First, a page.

Tuberous begonias are among the most dramatic of all begonias, bearing large, double flowers that are sometimes delightfully fragrant. Like reiger begonias, the tuberous types thrive in cool conditions and tend to sulk in especially hot-summer areas. They do best in situations with shade or morning sun/afternoon shade. Most varieties have flowers that hang down a little, making tuberous begonias ideal for hanging baskets and window boxes rather than garden beds and borders. No matter where you grow them, make sure they have good drainage to prevent rot. Add extra interest to your outdoor space by selecting varieties such as the Nonstop Mocca collection, which feature dark leaves that accent the bright blooms.

Rex BegoniaRex Begonias
Unlike the begonias we’ve just talked about, Rex begonias are grown for their fantastic foliage. They don’t like especially hot temperatures, so you often see Rex begonias as easy-care houseplants, though they also make for great garden and container plants in cool-summer areas. Most Rex begonias bear leaves boldly variegated with shades of silver, pink, purple, red, or bronze. 

Rhizomatous Begonias
Rhizomatous begonias are also grown for their foliage and many varieties resemble Rex types. The rhizomatous types we grow feature bigger leaves and easier care needs. They grow well outdoors in shaded areas, even in hot-summer areas. 

Picking Begonias
When shopping for begonias at your local garden center, look for plants that have lush, healthy leaves. Yellowing or browning of the foliage often represents a problem. Most types are sensitive to being watered too much and will sulk if they’re kept too wet. 

If you’re in doubt about a begonia’s health, don’t be afraid to slip it out of the pot to examine the roots. Healthy begonia roots should be white and firm rather than yellow or brown and mushy. Also look to see if the plant is rootbound, with roots densely filling the soil and circling around the inside of the pot. Rootbound begonias are often stressed and may not be as healthy.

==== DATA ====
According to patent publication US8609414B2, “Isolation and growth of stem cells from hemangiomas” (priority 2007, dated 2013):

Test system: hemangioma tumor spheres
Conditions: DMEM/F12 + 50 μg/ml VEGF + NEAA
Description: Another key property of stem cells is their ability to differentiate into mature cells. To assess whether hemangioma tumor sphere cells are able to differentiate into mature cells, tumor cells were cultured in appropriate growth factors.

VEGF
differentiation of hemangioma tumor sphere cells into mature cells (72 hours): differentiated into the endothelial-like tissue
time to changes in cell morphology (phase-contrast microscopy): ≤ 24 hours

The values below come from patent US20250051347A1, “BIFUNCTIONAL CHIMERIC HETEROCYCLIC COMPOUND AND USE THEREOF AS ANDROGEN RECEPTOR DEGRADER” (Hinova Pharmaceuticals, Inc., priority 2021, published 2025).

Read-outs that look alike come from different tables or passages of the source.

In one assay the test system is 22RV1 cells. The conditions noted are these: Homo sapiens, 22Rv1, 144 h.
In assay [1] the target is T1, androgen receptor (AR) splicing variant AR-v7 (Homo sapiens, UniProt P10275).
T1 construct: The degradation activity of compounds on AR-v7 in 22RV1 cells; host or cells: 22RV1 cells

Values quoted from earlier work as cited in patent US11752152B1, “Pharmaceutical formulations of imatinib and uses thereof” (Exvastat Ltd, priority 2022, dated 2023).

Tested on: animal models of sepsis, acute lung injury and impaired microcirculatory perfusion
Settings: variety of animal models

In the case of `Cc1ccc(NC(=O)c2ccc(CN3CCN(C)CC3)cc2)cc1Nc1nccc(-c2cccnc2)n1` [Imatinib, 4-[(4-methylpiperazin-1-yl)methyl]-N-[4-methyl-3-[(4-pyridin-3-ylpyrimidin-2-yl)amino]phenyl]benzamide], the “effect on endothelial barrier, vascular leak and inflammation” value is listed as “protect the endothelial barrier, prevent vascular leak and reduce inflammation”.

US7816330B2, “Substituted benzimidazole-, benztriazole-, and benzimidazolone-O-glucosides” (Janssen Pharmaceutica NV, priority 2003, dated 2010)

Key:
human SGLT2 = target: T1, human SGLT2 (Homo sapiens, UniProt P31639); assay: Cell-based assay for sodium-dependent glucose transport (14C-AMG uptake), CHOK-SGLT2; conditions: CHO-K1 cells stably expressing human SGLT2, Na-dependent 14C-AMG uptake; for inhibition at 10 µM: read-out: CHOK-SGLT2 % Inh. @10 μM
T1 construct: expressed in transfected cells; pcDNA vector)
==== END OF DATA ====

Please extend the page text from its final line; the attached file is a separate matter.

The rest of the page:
Don’t be alarmed if the begonias aren’t blooming, particularly the tuberous types, which have brittle flowers. The plants may be perfectly healthy, even if they don’t have any blooms on them. 

Caring for Begonias Outdoors
Make sure you match the lighting conditions with the type of begonia you have. In most areas, for example, tuberous begonias will suffer sunburn and look bad in full-sun areas. Also pay attention to the soil or potting mix -- they like a well-draining medium and hate to have their roots stay wet for extended periods. It’s much easier to kill a begonia by watering it too much than not enough. 

Most begonias grow just as well in containers as they do garden beds and borders. They are particularly effective plants for creating a unified look in your yard because you can grow many varieties in both sun and shade. Repeating beautiful begonias in containers and garden beds also creates a consistent landscaping look. 

Caring for Begonias Indoors
Houseplant-type begonias, such as the Rex varieties, are relatively easy-to-grow indoor plants for medium to bright spots. Avoid keeping Rex begonias in a window that sees a lot of direct sun in the afternoon, particularly in the summer months as they are susceptible to sunburn. 

To water begonias indoors, let the top inch or so of the potting mix dry before watering it again. Take care not to overwater Rex begonias. Repotting is typically necessary once every couple of years.  

A Shopper's Guide to Outdoor Ferns
A Shopper's Guide to Geraniums
A Shopper's Guide to Hibiscus